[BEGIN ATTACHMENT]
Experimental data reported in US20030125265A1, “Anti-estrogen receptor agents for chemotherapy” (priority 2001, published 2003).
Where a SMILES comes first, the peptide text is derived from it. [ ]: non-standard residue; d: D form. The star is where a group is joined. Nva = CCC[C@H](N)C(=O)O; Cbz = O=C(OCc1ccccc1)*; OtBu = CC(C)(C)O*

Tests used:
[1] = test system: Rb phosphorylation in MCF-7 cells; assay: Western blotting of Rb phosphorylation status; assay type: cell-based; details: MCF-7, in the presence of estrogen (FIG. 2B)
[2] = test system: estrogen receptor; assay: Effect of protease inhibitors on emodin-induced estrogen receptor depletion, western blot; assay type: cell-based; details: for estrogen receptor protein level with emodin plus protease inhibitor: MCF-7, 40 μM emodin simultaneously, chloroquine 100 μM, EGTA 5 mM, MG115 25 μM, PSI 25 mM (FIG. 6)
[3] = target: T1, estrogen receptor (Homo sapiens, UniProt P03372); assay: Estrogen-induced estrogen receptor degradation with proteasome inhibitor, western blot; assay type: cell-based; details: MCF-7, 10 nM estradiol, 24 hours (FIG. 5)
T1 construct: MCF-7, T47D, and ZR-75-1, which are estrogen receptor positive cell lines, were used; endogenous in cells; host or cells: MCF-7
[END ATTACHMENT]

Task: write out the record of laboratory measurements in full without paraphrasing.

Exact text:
Experimental data reported in US20030125265A1, “Anti-estrogen receptor agents for chemotherapy” (priority 2001, published 2003).
Where a SMILES comes first, the peptide text is derived from it. [ ]: non-standard residue; d: D form. The star is where a group is joined. Nva = CCC[C@H](N)C(=O)O; Cbz = O=C(OCc1ccccc1)*; OtBu = CC(C)(C)O*

Tests used:
[1] = test system: Rb phosphorylation in MCF-7 cells; assay: Western blotting of Rb phosphorylation status; assay type: cell-based; details: MCF-7, in the presence of estrogen (FIG. 2B)
[2] = test system: estrogen receptor; assay: Effect of protease inhibitors on emodin-induced estrogen receptor depletion, western blot; assay type: cell-based; details: for estrogen receptor protein level with emodin plus protease inhibitor: MCF-7, 40 μM emodin simultaneously, chloroquine 100 μM, EGTA 5 mM, MG115 25 μM, PSI 25 mM (FIG. 6)
[3] = target: T1, estrogen receptor (Homo sapiens, UniProt P03372); assay: Estrogen-induced estrogen receptor degradation with proteasome inhibitor, western blot; assay type: cell-based; details: MCF-7, 10 nM estradiol, 24 hours (FIG. 5)
T1 construct: MCF-7, T47D, and ZR-75-1, which are estrogen receptor positive cell lines, were used; endogenous in cells; host or cells: MCF-7